April 10, 2020
With a few minor modifications, this passage from a book I’m reading (Brian Boone’s Ethics 101) could describe some individuals that people in the US would be very familiar with right now:
While all ethical arguments are subjective in their drive to find objective ends to ethical ideas, the Sophists are widely regarded as just plain wrong. This is because they often used faulty logic to explain and justify what they said were truths. In fact, their end goals were to be private tutors and to keep the wealthy and powerful wealthy and powerful. They had no interest in overarching truths about humanity. Their ethical arguments kept in line with the idea that it is moral, or rather amoral or above the concept of morality, to act as one sees fit in order to win. Happiness doesn’t matter; doing the right thing doesn’t matter. The only consequence that truly matters is winning.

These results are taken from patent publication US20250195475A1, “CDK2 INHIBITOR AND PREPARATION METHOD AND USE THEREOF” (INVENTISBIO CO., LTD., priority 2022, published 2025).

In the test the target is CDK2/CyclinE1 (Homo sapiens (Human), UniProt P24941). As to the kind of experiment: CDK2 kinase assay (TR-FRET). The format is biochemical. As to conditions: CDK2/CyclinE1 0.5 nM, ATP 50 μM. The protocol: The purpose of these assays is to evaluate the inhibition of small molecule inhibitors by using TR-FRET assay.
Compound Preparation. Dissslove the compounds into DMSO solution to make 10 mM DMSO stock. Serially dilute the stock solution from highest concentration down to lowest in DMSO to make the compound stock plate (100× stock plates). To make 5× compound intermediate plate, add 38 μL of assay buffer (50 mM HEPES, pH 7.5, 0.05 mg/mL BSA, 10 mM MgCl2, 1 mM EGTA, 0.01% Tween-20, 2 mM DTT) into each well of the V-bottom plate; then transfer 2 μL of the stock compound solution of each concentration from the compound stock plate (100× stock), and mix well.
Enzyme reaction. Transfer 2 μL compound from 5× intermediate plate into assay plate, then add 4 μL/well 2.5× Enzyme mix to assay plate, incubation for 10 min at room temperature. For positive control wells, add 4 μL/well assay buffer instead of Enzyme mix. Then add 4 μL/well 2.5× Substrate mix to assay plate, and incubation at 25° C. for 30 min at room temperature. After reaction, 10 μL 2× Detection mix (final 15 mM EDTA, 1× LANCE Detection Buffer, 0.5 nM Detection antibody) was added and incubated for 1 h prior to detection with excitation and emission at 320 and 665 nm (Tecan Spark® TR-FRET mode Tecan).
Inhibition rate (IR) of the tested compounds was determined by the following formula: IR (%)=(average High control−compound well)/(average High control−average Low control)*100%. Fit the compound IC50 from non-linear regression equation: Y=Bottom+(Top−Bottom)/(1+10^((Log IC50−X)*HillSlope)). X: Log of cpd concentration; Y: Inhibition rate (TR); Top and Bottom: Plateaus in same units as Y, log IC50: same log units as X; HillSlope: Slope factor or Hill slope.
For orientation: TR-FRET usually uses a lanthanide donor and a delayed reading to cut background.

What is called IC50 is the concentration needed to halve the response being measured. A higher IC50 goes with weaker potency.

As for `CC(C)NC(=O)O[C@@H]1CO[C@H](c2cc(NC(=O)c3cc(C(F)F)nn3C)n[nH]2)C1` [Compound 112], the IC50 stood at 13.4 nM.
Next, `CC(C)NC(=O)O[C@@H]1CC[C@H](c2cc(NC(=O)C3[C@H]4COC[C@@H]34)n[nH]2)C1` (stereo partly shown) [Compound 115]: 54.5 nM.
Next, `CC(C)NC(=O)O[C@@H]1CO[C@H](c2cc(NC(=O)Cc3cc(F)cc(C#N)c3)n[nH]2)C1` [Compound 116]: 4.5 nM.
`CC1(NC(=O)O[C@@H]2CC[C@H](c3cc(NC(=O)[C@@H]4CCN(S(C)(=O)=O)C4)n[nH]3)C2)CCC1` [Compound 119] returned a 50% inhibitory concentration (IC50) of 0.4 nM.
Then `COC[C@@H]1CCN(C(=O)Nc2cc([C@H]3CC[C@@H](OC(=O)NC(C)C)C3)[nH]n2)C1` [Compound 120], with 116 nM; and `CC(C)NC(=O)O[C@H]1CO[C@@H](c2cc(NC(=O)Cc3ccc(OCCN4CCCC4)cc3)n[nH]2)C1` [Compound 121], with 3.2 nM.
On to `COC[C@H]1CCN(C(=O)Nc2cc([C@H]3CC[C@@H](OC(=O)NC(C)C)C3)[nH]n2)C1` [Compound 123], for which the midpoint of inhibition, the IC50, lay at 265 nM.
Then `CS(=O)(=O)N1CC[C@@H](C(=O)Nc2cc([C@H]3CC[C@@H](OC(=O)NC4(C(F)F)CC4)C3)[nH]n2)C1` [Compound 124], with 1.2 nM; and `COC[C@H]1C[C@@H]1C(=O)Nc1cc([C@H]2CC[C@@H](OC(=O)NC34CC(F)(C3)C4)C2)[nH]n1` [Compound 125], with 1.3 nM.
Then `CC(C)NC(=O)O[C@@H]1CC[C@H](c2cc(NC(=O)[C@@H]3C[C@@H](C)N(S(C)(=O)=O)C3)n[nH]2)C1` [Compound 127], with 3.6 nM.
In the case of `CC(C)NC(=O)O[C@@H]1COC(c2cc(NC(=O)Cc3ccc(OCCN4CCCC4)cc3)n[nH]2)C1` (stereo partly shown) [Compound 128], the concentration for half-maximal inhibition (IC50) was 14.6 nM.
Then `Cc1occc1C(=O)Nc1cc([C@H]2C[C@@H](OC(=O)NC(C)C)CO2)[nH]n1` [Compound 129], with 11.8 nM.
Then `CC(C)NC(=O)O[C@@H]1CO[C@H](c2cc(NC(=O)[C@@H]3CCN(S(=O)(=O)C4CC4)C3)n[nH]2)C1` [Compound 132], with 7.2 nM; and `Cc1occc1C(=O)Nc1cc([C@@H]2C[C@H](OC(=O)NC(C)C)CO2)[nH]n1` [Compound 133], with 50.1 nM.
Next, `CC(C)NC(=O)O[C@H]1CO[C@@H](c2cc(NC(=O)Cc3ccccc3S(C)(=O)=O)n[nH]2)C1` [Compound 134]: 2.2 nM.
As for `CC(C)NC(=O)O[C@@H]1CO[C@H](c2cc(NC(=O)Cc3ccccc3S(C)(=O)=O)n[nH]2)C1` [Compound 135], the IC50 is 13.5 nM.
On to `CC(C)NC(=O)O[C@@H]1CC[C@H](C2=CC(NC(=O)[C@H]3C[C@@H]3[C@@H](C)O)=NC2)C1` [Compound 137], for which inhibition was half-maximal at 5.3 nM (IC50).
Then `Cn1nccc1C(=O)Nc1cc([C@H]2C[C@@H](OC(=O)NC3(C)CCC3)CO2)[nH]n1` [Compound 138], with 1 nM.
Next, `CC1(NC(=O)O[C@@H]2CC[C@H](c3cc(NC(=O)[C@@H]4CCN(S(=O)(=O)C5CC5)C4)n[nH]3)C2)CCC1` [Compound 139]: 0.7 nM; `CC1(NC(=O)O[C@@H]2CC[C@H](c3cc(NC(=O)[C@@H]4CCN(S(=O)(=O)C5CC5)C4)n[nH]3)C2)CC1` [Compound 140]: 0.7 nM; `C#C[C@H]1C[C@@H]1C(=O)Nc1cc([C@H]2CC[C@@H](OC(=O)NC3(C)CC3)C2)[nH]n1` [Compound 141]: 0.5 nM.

And then there’s this…
The real kicker is that many of the Sophists didn’t actually believe the stuff they espoused, namely the religious justifications and examples they used in their arguments. Sophists were most likely atheists, cynical about the Greek pantheon of gods and its traditions. But they did believe in the often crass, win-at-all costs nature of their teachings. For them, it was all about saying what Athenians wanted to hear so they could get to work.
To borrow a quote from Jean-Baptiste Alphonse Karr: “Plus ça change, plus c’est la même chose”; the more things change, the more they stay the same.